Asee peer logo

Teaching Numerical Methods In Engineering With Mathcad

Download Paper |


2006 Annual Conference & Exposition


Chicago, Illinois

Publication Date

June 18, 2006

Start Date

June 18, 2006

End Date

June 21, 2006



Conference Session

Use of Technology in Teaching Mathematics

Tagged Division


Page Count


Page Numbers

11.1216.1 - 11.1216.8



Permanent URL

Download Count


Request a correction

Paper Authors

author page

Paul Wlodkowski Maine Maritime Academy

Download Paper |

NOTE: The first page of text has been automatically extracted and included below in lieu of an abstract

Teaching Numerical Methods in Engineering with MATHCAD

I. Introduction

Of all the facets of an engineering education, it is perhaps numerical methods – a hybrid of science and art – that require the most attention. Increasingly, numerical methods are becoming more important in both design and research work. Employer surveys demand that students exhibit a high proficiency in this discipline, and the inclusion of a well developed course sequence in numerical methods is critical to designing an engineering program’s Outcomes and Objectives in the ABET accreditation framework. Mastery of numerical and computer methods is a precursor to gaining that experience base which defines engineering success in both industry and graduate school.

The Marine Systems Engineering program at the Maine Maritime Academy has adopted MATHCAD as a strategic tool in augmenting its numerical methods curriculum. This decision was influenced by several key criteria. First, the increasingly prominent role of technical communications in the engineering profession mandates that calculations be integrated with well documented and formatted text. This addresses ethical, analytical and legal concerns. As the intellectual property portfolio now defines – to a great extent – the value of many technology companies, it behooves the engineer to simultaneously design and document one’s work. Moreover, this documentation approach is further enhanced by MATHCAD’s visual interface of mathematical formulae in their standard (textbook) form. As other authors1 have dutifully noted, programming languages and other software packages unfortunately still require a substantial translation or encryption – even for the most basic of mathematical expressions. Lastly, MATHCAD was also selected for its nimble facility in displaying and converting all types of engineering units and dimensions. From a pedagogical standpoint, the value of dimensional analysis cannot be underestimated as students begin to develop a keen sense of what to expect in terms of the final answer with its corresponding units.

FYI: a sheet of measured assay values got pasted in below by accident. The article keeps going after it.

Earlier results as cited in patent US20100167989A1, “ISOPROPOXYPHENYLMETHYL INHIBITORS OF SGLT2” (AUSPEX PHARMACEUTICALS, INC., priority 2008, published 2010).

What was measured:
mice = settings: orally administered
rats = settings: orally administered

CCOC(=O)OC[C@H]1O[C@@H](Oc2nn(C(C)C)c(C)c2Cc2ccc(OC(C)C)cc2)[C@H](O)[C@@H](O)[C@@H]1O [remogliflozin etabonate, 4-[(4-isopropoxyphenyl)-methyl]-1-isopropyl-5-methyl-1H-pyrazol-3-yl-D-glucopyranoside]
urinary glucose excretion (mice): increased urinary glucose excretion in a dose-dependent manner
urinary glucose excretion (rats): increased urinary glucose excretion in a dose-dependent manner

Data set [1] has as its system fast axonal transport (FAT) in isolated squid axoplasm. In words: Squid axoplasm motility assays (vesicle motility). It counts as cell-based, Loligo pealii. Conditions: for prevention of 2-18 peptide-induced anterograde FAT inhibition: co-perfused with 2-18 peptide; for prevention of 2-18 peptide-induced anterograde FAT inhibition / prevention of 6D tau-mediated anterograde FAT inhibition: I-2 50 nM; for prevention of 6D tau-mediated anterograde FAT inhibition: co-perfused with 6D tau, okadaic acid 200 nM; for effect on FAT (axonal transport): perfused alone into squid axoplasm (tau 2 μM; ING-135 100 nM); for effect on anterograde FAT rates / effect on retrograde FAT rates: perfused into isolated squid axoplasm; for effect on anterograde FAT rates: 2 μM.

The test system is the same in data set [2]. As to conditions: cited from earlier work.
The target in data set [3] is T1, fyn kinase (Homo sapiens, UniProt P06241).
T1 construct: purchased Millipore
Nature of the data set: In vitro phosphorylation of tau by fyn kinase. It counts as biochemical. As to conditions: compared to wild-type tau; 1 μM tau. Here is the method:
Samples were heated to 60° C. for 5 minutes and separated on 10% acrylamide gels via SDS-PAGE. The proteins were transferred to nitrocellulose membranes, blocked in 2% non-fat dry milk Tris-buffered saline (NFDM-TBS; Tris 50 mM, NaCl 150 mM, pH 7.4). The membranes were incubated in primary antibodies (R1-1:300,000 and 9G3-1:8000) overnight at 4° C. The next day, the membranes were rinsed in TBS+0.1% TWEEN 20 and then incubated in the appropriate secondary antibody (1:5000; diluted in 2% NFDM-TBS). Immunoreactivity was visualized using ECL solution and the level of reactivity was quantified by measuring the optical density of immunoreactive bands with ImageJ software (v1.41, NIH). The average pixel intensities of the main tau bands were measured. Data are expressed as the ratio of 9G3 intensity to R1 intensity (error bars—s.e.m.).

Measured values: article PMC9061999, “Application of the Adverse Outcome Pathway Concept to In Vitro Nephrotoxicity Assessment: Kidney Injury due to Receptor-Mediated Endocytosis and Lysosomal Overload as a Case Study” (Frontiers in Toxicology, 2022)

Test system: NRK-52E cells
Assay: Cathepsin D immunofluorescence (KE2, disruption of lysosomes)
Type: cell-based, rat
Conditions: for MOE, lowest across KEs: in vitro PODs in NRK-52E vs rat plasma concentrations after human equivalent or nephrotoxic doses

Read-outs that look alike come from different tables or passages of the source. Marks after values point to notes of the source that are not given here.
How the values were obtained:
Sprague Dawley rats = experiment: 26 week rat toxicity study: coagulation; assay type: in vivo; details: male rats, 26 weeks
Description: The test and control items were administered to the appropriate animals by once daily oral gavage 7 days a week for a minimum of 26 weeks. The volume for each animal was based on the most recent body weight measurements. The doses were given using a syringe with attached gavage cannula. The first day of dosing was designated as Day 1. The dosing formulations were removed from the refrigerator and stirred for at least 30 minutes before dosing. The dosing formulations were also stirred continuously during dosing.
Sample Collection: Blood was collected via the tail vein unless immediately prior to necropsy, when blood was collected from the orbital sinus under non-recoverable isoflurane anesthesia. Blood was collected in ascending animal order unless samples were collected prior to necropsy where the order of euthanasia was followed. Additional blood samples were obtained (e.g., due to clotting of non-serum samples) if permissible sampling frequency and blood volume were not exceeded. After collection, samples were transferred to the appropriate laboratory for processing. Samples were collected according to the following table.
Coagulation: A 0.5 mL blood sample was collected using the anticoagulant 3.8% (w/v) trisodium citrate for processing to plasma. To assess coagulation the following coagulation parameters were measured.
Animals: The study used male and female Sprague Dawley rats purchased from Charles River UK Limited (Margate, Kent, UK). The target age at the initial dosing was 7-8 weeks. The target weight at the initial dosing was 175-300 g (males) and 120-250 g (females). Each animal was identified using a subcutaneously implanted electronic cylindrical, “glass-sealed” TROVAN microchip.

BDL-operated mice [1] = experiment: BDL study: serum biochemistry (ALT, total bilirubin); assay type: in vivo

Higher expectations have now been placed on the designer and researcher. The advent of relatively inexpensive computing power in the form of MATHCAD, MATLAB, MAPLE, and MATHEMATICA had done much to fuel the skyrocketing demand for sophisticated engineering analysis. In fact, the emergence of the aforementioned software applications has spawned a debate in academia as to the actual relevance of structured programming courses in the engineering curriculum.2 This too was carefully considered when designing the numerical methods curriculum at the Maine Maritime Academy. Thus, on the topic of programming, MATHCAD was chosen for its versatility. Despite its many pre-programmed features, MATHCAD also has a powerful programming module, which is available for those users who want to develop a more customized and structured solution.

Wlodkowski, P. (2006, June), Teaching Numerical Methods In Engineering With Mathcad Paper presented at 2006 Annual Conference & Exposition, Chicago, Illinois. 10.18260/1-2--897

ASEE holds the copyright on this document. It may be read by the public free of charge. Authors may archive their work on personal websites or in institutional repositories with the following citation: © 2006 American Society for Engineering Education. Other scholars may excerpt or quote from these materials with the same citation. When excerpting or quoting from Conference Proceedings, authors should, in addition to noting the ASEE copyright, list all the original authors and their institutions and name the host city of the conference. - Last updated April 1, 2015